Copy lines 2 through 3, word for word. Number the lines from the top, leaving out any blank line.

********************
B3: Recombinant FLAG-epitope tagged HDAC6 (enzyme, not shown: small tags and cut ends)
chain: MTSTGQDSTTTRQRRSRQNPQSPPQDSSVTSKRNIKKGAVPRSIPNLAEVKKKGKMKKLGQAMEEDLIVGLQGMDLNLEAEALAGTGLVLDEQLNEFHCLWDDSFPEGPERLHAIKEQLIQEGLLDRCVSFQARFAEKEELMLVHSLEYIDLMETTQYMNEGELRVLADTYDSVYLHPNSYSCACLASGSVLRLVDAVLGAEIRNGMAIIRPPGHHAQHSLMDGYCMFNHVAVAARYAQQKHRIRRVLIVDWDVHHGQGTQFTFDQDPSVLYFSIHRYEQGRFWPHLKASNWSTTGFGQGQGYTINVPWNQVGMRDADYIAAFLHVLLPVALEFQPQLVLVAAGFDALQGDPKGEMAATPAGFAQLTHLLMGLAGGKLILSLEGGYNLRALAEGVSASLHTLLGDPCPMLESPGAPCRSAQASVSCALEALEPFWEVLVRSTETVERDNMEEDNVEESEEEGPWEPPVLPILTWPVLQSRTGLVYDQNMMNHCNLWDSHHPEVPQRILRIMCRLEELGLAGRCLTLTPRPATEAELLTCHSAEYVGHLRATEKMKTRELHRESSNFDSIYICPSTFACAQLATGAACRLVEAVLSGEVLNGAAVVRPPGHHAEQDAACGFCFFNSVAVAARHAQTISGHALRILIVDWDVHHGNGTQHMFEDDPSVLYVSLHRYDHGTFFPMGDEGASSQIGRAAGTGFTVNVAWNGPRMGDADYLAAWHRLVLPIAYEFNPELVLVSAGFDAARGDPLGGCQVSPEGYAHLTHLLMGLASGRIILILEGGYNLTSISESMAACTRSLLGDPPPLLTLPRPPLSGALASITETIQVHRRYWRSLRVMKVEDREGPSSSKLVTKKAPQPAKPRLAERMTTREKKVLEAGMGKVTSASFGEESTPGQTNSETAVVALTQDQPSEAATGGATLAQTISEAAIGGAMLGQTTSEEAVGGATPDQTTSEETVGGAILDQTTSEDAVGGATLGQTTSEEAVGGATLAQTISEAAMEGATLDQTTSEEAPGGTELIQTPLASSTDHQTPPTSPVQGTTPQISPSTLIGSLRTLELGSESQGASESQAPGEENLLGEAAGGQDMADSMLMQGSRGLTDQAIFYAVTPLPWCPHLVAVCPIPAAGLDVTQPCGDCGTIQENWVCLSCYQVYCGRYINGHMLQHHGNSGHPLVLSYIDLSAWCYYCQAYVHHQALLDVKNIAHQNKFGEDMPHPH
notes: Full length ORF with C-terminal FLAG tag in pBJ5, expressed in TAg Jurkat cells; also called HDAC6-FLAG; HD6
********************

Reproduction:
chain: MTSTGQDSTTTRQRRSRQNPQSPPQDSSVTSKRNIKKGAVPRSIPNLAEVKKKGKMKKLGQAMEEDLIVGLQGMDLNLEAEALAGTGLVLDEQLNEFHCLWDDSFPEGPERLHAIKEQLIQEGLLDRCVSFQARFAEKEELMLVHSLEYIDLMETTQYMNEGELRVLADTYDSVYLHPNSYSCACLASGSVLRLVDAVLGAEIRNGMAIIRPPGHHAQHSLMDGYCMFNHVAVAARYAQQKHRIRRVLIVDWDVHHGQGTQFTFDQDPSVLYFSIHRYEQGRFWPHLKASNWSTTGFGQGQGYTINVPWNQVGMRDADYIAAFLHVLLPVALEFQPQLVLVAAGFDALQGDPKGEMAATPAGFAQLTHLLMGLAGGKLILSLEGGYNLRALAEGVSASLHTLLGDPCPMLESPGAPCRSAQASVSCALEALEPFWEVLVRSTETVERDNMEEDNVEESEEEGPWEPPVLPILTWPVLQSRTGLVYDQNMMNHCNLWDSHHPEVPQRILRIMCRLEELGLAGRCLTLTPRPATEAELLTCHSAEYVGHLRATEKMKTRELHRESSNFDSIYICPSTFACAQLATGAACRLVEAVLSGEVLNGAAVVRPPGHHAEQDAACGFCFFNSVAVAARHAQTISGHALRILIVDWDVHHGNGTQHMFEDDPSVLYVSLHRYDHGTFFPMGDEGASSQIGRAAGTGFTVNVAWNGPRMGDADYLAAWHRLVLPIAYEFNPELVLVSAGFDAARGDPLGGCQVSPEGYAHLTHLLMGLASGRIILILEGGYNLTSISESMAACTRSLLGDPPPLLTLPRPPLSGALASITETIQVHRRYWRSLRVMKVEDREGPSSSKLVTKKAPQPAKPRLAERMTTREKKVLEAGMGKVTSASFGEESTPGQTNSETAVVALTQDQPSEAATGGATLAQTISEAAIGGAMLGQTTSEEAVGGATPDQTTSEETVGGAILDQTTSEDAVGGATLGQTTSEEAVGGATLAQTISEAAMEGATLDQTTSEEAPGGTELIQTPLASSTDHQTPPTSPVQGTTPQISPSTLIGSLRTLELGSESQGASESQAPGEENLLGEAAGGQDMADSMLMQGSRGLTDQAIFYAVTPLPWCPHLVAVCPIPAAGLDVTQPCGDCGTIQENWVCLSCYQVYCGRYINGHMLQHHGNSGHPLVLSYIDLSAWCYYCQAYVHHQALLDVKNIAHQNKFGEDMPHPH
notes: Full length ORF with C-terminal FLAG tag in pBJ5, expressed in TAg Jurkat cells; also called HDAC6-FLAG; HD6